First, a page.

Written by Benjamin August
Directed by Atom Egoyan
Zev Guttman wakes to find his wife Ruth is missing. Exiting his bedroom, he finds himself in the hallway of a nursing home where a kind nurse explains that Ruth passed away months ago. Zev is slipping further into dementia and losing track of memory from both the present and the deep past. His only friend is Max, a fellow resident of the nursing home who has a secret pact with Zev. One evening Max gives Zev a letter which sets the latter man on a journey across America, looking for a man named Rudy Kulander. This man has ties to both Max and Zev and their meeting will end in bloodshed.
Remember is the second Atom Egoyan film we have comes across in the A24 marathon, the first being The Captive. If you don’t remember, I passionately hate The Captive, so check out that review. Remember isn’t horrible but it suffers in many areas. And that is a shame because it has a root story with plenty of dramatic potential. If Remember had been in the hands of someone who valued subtlety we could have had a very emotionally compelling film, but instead, we get a picture that borders on grindhouse exploitation. That’s a rough fit for a movie that is about Holocaust survivors.
This isn’t much of a spoiler because anyone paying attention in the first fifteen minutes will figure out we are dealing with survivors hunting down Nazis. This isn’t an action movie though; it is a very intimate hunt. Max and Zev are looking for the specific blockfuhrer who is responsible for the murders of their families. There should be lots of dramatic tension as Zev embarks on this quest, but it’s surprisingly absent. Christopher Plummer, who plays Zev, does an excellent job bringing pathos to his character and we ache every time he wakes up, his memory resets to before Ruth’s death. However, even if we want to view this film as a character piece, the decision to have such melodramatic music scoring every scene takes us right out of that.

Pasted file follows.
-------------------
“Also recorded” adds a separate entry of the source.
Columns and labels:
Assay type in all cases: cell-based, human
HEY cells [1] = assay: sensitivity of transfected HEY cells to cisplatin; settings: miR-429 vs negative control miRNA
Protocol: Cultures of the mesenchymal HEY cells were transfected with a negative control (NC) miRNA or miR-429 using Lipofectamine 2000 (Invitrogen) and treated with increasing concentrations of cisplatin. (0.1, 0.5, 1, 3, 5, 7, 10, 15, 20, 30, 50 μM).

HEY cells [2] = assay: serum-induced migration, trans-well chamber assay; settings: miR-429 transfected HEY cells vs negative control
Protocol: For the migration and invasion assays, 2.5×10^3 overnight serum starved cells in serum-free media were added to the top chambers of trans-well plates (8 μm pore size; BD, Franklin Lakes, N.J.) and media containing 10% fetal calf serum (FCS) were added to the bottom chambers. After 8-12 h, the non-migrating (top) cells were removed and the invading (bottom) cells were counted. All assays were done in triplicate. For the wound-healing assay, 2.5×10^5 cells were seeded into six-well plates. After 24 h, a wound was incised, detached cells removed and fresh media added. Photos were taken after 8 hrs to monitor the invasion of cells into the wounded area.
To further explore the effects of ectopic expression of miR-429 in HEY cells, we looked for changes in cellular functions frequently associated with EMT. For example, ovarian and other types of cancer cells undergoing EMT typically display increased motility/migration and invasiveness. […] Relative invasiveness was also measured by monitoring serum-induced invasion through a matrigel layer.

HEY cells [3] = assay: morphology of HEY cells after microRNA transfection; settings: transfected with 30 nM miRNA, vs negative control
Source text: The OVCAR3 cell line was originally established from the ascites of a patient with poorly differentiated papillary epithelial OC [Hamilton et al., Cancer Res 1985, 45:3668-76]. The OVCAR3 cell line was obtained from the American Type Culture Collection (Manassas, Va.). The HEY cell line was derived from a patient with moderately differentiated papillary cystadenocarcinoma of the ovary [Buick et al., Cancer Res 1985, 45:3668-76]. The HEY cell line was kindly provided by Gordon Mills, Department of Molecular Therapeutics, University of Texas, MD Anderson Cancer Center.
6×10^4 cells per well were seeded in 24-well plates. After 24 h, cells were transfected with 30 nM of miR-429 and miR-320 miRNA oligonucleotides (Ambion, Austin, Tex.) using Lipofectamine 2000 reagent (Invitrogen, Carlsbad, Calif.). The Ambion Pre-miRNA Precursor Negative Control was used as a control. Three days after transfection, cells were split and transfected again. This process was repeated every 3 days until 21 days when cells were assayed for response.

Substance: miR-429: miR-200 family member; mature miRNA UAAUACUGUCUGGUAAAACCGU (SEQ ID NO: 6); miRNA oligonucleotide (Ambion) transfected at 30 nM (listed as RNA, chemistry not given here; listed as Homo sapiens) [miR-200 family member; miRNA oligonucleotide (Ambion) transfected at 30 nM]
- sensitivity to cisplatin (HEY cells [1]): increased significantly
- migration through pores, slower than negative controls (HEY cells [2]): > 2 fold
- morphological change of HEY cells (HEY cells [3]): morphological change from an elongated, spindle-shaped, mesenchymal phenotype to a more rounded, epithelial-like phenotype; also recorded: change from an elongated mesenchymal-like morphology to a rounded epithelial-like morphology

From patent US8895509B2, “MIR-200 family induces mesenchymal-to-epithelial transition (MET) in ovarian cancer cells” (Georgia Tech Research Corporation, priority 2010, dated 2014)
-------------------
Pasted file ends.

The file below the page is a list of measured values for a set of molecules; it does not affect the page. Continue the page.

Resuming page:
One of Remember’s most significant problems is that the lead character doesn’t take actions that affect the plot in any meaningful way. He is told that there are four men in the United States and Canada with the name Rudy Kulander and that he will need to visit them to determine which one is the Nazi. Well, wouldn’t you know it, it turns out to be the fourth man. Zev stumbles along his predetermined path, and we have a sense that nothing will genuinely impede him from doing that the script needs him to do. Even when he is cornered in the home of a second generation Nazi, he manages to bumble his way out of situation way too quickly.
This isn’t a pure revenge exploitation flick, though it treads into that territory briefly. It is a compelling hook of a story but without any real sense of tension once we get started. There’s a touching narrative about age and memory woven throughout, but it is resolved in one of the most ludicrously shocking finales I have ever seen in cinema. Remember is lots of things partially but never fulfills a single one of them and that is ultimately disappointing with a story that had potential to be something great.